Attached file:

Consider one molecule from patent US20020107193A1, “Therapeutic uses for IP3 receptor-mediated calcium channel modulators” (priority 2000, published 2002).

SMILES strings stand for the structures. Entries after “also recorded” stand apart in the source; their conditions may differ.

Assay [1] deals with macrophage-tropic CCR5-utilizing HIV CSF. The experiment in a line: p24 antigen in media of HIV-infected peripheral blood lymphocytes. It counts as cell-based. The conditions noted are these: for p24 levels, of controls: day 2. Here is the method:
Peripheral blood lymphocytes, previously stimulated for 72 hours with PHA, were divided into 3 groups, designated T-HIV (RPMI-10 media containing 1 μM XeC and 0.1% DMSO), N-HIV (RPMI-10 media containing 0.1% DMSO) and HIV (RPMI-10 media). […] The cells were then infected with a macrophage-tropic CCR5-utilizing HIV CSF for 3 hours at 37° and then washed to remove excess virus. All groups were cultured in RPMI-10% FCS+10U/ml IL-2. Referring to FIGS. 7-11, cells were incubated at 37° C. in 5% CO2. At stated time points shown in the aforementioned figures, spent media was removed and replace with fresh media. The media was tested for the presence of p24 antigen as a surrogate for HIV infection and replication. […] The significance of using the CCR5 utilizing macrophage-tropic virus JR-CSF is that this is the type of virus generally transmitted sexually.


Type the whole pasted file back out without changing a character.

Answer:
Consider one molecule from patent US20020107193A1, “Therapeutic uses for IP3 receptor-mediated calcium channel modulators” (priority 2000, published 2002).

SMILES strings stand for the structures. Entries after “also recorded” stand apart in the source; their conditions may differ.

Assay [1] deals with macrophage-tropic CCR5-utilizing HIV CSF. The experiment in a line: p24 antigen in media of HIV-infected peripheral blood lymphocytes. It counts as cell-based. The conditions noted are these: for p24 levels, of controls: day 2. Here is the method:
Peripheral blood lymphocytes, previously stimulated for 72 hours with PHA, were divided into 3 groups, designated T-HIV (RPMI-10 media containing 1 μM XeC and 0.1% DMSO), N-HIV (RPMI-10 media containing 0.1% DMSO) and HIV (RPMI-10 media). […] The cells were then infected with a macrophage-tropic CCR5-utilizing HIV CSF for 3 hours at 37° and then washed to remove excess virus. All groups were cultured in RPMI-10% FCS+10U/ml IL-2. Referring to FIGS. 7-11, cells were incubated at 37° C. in 5% CO2. At stated time points shown in the aforementioned figures, spent media was removed and replace with fresh media. The media was tested for the presence of p24 antigen as a surrogate for HIV infection and replication. […] The significance of using the CCR5 utilizing macrophage-tropic virus JR-CSF is that this is the type of virus generally transmitted sexually.